LG Twins’ postseason hopes take a blow as Loney quits
Loney arrived in Korea on July 18 as a replacement for Luis Jiminez, who had been out of action following an injury on June 3. As Jiminez had been the Twins’ leading batter for the past three seasons, expectations were high that Loney, with a glittering Major League Baseball career behind him, would help the Twins climb up the table before postseason.
When Loney first turned professional he received a lot of attention as a super rookie, getting drafted 19th in the first round of the rookie draft. Since he made his major league debut in 2006 he has earned about 41 billion won ($36.4 million), and throughout his 11 years in the major leagues, he recorded a batting average of 0.284 with 108 home runs and 669 RBIs. With that in mind, the addition of Loney was a big deal for the KBO.
Loney was especially weak against fastballs, and it was this problem that led Yang Sang-moon, the manager of the Twins, to send him down to the Futures League.
Though Loney wasn’t much of a help to the Twins, the team will still feel the hole in their roster from the lack of a foreign player. The Twins still have time to bring in another foreign player in theory, but the KBO prohibits foreign players that enter the league after Aug. 15 from playing the postseason. Anyone they can get may be able to help the sixth-place team in their quest to reach the postseason, but they won’t be able to join them there. As the major leagues expand their entry in September, the chance of finding a prospect is also pretty slim.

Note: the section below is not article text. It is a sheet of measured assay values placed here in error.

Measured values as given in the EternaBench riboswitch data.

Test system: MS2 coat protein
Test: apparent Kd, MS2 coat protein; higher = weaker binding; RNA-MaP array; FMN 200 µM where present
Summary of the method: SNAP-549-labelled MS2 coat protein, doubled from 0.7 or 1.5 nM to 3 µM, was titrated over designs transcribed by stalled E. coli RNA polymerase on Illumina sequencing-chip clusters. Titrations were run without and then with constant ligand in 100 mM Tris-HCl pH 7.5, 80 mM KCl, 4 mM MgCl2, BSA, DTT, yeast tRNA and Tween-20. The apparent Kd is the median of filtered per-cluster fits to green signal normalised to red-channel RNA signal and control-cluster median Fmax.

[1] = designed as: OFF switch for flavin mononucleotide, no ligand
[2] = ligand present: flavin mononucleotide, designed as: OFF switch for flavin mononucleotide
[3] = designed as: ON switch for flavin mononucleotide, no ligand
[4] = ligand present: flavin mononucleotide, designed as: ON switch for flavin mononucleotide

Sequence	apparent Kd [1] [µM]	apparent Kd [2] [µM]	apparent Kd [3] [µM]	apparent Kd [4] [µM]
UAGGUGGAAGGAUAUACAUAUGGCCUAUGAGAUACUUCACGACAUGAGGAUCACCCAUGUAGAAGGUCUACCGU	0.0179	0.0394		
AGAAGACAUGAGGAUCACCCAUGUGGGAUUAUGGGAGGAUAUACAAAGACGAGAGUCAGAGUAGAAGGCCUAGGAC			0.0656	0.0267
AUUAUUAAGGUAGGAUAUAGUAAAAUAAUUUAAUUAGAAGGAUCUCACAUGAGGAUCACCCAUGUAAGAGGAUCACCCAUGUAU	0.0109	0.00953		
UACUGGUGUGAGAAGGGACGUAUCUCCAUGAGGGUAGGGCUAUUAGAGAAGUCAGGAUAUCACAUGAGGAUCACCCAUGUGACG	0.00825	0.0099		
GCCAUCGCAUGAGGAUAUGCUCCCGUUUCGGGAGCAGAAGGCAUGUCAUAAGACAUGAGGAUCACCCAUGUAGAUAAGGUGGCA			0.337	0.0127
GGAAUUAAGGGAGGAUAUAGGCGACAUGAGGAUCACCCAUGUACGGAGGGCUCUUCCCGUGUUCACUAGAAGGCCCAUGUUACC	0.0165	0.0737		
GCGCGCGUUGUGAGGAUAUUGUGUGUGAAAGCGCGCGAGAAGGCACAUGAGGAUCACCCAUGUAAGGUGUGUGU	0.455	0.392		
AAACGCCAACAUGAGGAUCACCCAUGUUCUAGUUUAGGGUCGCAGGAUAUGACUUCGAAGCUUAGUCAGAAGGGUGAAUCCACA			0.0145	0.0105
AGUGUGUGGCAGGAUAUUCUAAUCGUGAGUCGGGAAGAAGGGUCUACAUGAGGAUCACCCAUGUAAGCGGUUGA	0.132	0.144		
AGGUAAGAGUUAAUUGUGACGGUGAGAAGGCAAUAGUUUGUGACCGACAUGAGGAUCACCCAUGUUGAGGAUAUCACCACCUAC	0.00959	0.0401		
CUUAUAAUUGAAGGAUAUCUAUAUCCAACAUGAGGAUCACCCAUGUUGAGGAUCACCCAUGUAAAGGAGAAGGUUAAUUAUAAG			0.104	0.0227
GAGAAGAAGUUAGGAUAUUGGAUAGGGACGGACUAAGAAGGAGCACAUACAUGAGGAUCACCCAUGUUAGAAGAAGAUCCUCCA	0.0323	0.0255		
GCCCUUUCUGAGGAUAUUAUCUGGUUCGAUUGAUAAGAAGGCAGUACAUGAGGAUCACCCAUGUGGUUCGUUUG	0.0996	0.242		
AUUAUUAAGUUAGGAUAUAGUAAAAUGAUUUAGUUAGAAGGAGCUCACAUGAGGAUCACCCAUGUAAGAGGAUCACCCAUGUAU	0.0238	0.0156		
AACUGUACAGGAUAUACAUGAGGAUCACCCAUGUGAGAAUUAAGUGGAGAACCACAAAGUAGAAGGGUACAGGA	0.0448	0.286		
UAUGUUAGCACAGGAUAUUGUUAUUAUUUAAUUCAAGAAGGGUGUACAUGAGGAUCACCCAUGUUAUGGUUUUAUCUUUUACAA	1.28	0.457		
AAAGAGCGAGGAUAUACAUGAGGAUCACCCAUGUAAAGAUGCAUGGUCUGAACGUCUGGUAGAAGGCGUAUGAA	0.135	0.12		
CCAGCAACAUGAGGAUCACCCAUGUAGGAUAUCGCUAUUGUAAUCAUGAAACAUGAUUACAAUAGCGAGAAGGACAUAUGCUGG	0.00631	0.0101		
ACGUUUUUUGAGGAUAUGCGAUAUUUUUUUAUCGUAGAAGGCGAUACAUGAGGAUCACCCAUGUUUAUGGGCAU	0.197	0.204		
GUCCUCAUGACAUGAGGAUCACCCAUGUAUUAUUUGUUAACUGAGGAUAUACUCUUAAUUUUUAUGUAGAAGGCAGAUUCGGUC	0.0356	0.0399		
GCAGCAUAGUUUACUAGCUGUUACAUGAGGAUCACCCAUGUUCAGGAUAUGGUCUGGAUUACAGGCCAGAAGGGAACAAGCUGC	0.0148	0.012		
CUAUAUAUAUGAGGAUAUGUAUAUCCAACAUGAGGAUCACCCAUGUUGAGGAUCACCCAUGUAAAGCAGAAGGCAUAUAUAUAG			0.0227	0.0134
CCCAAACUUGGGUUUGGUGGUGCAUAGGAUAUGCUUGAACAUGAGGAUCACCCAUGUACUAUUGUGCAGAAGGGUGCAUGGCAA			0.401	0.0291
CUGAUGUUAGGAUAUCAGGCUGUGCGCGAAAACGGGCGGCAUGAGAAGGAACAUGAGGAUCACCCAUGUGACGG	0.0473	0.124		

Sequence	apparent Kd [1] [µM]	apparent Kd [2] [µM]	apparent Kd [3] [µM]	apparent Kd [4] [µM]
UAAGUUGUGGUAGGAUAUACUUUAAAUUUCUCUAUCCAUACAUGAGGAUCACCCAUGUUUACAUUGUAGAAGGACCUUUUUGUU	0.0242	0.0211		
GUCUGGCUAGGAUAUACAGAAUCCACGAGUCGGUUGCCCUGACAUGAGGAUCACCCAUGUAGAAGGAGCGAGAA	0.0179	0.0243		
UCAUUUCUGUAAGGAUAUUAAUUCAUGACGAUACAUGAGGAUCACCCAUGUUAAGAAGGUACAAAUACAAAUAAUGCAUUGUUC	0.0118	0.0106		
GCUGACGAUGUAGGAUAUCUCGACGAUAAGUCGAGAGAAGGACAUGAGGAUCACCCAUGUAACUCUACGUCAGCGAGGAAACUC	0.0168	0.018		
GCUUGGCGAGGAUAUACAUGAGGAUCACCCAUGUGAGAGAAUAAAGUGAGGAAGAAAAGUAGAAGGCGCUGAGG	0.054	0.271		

The Twins’ situation this season is very similar to the SK Wyverns’ second half of the season in 2014. At the time, Ross Wolf, the Wyverns’ closer, returned to the United States on Aug. 17 due to his son’s illness, and never came back. Jin Sang-bong, the Wyverns’ front office executive at the time, traveled to the United States with the hope of bringing Wolf back, but was ultimately unsuccessful.
“Wolf will not return,” Lee Man-soo, manager of the Wyverns, said on Aug. 28, 2014. “We’ll try our best with the remaining players.”
Rather than having a new player added to the roster, the Wyverns went along with the players they had, but it wasn’t a happy ending. Wolf’s absence clearly showed. In the nine games Wolf played in 2014 season, he picked up a win and four saves with a 0 ERA. Wolf successfully switched his position from being a starting pitcher to the Wyverns closer.
Before Wolf left the roster, the Wyverns were ranked eighth in the KBO with 43 wins and 55 losses, trailing the fourth ranked team, the Lotte Giants, by 2.5 games. By the end of the season, the Wyverns finished fifth with 61 wins 65 losses and two ties, failing to advance to the postseason by finishing one game behind the Twins.
The Wyverns managed to stay strong by winning 18 of the last 30 games, but the gap left by Wolf wasn’t filled by any other player, as the Wyverns’ ERA for bullpens skyrocketed to 6.10. Yoon Gil-hyun, who was the Wyverns’ closer in Wolf’s absence, showed inconsistency in his pitching, having an ERA at 5.00s.
At this point, it is likely that the Twins will fill the Loney’s spot with either Jeong Seong-hoon or Kim Jae-yul. Jeong has played in the KBO for 19 years and this season he has recorded a batting average of 0.308 in 89 games. Kim is considered be the player with the most potential in the Twins’ lineup. Though it seems as if the two come from great playing backgrounds, they may not be enough to replace Loney. Jeong has had various minor injuries and Kim doesn’t have enough experience in the KBO.
As a result, the Twins chances of battling their way into the postseason have just taken a major blow.
BY BAE JUNG-HYUNE [firstname.lastname@example.org]
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